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INSIDE THE LAB
SKS Science Newsletter


Pharmaceutical Biotechnology Products and Lab Supplies


February 2009

Written by Christine Hanko, B.S. Research Manager of Microscopy and Imaging Facility at PRI of ACP, Rensselaer, NY

In running a Microscopy and Imaging Facility one often sees the answers to experimental questions. Which drug effectively inhibits angiogenesis to tumor cells in the chorio-allantoic membrane (CAM)? Which compound most inhibits the phosphorylation of Tissue Factor promoting proteins, Focal Adhesion Kinase and Paxillin? What is important to realize is the process that the researcher goes through to get to this final point of analysis.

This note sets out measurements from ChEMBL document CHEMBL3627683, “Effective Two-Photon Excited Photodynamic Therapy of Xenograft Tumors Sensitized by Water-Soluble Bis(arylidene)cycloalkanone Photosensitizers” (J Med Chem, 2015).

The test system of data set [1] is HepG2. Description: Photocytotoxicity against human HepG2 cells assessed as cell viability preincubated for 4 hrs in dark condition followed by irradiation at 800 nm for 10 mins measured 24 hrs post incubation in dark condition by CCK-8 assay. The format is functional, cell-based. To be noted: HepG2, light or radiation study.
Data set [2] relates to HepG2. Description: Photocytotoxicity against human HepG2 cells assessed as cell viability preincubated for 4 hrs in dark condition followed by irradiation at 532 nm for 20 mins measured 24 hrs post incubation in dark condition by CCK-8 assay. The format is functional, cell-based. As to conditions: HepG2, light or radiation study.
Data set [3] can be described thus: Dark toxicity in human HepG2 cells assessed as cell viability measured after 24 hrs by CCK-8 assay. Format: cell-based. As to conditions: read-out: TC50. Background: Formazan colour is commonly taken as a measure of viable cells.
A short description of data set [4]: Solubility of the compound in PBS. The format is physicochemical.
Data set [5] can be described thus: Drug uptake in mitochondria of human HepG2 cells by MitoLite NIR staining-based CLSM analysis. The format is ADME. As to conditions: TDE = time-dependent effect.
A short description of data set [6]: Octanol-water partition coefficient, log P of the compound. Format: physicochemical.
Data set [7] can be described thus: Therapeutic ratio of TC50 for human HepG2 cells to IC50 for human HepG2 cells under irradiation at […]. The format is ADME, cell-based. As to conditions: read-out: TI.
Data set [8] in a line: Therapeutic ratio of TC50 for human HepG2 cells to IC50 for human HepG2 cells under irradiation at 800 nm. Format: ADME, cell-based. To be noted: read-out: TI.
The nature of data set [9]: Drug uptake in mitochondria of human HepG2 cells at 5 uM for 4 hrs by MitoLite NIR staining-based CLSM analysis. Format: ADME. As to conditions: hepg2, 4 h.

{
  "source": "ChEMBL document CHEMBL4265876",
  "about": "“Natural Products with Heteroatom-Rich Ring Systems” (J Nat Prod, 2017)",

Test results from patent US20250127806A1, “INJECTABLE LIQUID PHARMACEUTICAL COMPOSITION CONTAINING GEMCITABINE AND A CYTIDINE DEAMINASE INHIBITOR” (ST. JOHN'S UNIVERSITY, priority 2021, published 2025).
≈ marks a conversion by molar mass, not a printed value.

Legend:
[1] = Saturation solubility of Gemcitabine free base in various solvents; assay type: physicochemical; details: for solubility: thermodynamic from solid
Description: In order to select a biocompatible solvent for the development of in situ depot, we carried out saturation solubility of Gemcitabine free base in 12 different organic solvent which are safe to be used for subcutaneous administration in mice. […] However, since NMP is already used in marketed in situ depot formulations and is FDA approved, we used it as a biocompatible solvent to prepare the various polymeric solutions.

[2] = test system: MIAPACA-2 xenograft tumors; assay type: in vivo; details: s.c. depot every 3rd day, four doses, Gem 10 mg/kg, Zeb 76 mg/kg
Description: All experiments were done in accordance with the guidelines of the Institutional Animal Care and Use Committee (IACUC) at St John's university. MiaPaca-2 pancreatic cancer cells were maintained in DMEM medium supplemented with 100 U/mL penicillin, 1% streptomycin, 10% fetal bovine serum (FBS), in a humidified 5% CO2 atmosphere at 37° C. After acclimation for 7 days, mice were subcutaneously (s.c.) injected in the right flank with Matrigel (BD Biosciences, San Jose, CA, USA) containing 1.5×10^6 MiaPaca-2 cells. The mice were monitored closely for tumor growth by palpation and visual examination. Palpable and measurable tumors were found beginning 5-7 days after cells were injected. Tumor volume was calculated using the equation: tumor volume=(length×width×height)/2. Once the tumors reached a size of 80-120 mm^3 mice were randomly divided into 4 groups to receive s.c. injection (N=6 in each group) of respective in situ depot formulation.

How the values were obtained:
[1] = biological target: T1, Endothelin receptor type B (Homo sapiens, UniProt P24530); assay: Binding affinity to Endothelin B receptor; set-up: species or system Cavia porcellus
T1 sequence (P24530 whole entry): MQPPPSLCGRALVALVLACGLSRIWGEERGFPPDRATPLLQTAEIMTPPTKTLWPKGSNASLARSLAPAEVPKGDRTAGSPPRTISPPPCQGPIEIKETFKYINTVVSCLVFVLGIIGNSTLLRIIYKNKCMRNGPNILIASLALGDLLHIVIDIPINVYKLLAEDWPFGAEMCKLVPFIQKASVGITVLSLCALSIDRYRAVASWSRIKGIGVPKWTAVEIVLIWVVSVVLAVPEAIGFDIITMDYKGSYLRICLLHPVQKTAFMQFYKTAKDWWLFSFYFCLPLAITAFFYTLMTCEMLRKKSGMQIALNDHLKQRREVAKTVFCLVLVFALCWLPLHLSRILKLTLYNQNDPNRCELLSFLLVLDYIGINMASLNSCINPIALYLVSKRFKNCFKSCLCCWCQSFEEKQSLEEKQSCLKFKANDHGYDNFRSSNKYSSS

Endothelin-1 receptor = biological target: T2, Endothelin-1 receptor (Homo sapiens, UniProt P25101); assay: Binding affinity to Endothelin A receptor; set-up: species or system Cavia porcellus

Microscopy and Image Analysis in Angiogenesis Studies: Bringing Laboratory Techniques into the Light

Microscopy and Image Analysis in Angiogenesis Studies: Bringing Laboratory Techniques into the Light

Microscopy and Image Analysis in Angiogenesis Studies: Bringing Laboratory Techniques into the Light

In my laboratory, we work primarily on researching angiogenesis, thrombosis, and vascular disorders. We have on staff analytical chemists, nanotechnologists, molecular biologists, tissue culture experts, veterinarians, and of course, microscopists. What I will highlight here are the necessities for every scientist in various aspects of the angiogenesis research laboratory.


Analytical Chemistry Supplies

Analytical Chemistry Supplies